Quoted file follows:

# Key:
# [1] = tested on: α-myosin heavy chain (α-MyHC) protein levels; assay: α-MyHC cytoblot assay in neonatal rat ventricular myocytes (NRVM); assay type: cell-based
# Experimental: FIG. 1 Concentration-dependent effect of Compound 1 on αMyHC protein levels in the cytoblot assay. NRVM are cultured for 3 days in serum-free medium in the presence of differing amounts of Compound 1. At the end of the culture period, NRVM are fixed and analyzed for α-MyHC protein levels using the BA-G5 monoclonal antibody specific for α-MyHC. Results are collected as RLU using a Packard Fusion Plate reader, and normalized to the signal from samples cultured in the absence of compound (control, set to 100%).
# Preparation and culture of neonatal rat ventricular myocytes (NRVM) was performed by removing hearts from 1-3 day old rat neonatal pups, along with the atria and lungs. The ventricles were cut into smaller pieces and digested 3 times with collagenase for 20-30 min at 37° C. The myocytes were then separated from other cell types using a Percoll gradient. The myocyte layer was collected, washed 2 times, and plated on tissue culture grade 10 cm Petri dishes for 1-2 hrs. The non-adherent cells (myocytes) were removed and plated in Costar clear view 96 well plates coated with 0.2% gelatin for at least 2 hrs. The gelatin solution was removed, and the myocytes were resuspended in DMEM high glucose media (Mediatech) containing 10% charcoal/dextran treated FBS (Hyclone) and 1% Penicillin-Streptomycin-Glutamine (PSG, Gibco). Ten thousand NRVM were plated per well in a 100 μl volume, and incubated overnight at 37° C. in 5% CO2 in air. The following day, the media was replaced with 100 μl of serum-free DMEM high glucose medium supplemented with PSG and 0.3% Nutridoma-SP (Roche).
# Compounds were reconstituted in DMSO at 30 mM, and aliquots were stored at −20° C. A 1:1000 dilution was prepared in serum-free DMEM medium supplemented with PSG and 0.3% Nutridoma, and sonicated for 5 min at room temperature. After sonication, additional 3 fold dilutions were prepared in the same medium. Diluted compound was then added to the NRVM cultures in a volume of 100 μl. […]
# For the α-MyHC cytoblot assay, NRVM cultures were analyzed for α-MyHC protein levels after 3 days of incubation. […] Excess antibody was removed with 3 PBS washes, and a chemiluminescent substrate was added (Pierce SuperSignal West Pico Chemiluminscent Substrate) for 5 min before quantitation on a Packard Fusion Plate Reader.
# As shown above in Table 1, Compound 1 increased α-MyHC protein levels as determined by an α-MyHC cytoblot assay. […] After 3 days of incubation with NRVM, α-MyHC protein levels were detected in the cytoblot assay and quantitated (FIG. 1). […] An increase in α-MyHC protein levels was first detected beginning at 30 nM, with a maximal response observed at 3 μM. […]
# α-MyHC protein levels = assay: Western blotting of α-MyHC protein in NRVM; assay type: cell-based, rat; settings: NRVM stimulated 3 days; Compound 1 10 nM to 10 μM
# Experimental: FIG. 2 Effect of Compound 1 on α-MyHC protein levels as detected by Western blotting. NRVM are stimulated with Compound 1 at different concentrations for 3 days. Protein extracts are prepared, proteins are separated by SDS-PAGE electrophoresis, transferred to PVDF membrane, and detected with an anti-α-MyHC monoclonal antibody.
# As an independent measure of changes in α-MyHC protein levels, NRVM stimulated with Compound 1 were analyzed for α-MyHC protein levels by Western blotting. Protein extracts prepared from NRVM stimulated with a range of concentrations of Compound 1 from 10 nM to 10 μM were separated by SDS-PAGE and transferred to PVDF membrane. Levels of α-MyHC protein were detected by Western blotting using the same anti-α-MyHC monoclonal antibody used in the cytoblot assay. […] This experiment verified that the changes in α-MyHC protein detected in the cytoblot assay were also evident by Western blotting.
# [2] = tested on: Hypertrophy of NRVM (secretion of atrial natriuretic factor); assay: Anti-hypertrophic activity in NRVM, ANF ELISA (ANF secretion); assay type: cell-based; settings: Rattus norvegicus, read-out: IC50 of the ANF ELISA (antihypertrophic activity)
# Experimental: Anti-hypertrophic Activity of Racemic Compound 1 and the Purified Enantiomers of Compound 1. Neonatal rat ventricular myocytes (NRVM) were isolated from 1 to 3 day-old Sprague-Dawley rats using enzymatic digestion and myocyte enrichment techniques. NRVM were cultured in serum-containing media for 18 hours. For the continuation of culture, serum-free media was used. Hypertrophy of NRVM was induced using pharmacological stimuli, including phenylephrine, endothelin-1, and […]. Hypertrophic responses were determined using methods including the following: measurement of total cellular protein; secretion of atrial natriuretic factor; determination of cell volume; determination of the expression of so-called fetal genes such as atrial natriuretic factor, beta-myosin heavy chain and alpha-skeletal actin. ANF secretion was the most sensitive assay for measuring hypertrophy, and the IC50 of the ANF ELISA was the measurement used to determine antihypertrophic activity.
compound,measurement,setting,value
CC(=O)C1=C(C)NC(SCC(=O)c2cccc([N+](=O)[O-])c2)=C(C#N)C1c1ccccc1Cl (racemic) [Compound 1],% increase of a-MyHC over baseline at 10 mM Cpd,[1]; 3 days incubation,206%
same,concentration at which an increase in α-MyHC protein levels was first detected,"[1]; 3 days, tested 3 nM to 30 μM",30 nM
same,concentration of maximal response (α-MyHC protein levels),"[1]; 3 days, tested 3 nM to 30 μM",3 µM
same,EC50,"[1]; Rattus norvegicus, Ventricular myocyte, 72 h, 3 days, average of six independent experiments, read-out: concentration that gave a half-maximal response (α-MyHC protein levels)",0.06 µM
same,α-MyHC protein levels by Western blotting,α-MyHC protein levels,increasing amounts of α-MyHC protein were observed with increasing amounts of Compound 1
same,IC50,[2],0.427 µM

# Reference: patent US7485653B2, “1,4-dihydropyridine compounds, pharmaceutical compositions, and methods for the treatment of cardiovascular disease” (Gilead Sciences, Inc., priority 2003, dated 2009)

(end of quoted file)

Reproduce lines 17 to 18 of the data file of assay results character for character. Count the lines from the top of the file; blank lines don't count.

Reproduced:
same,EC50,"[1]; Rattus norvegicus, Ventricular myocyte, 72 h, 3 days, average of six independent experiments, read-out: concentration that gave a half-maximal response (α-MyHC protein levels)",0.06 µM
same,α-MyHC protein levels by Western blotting,α-MyHC protein levels,increasing amounts of α-MyHC protein were observed with increasing amounts of Compound 1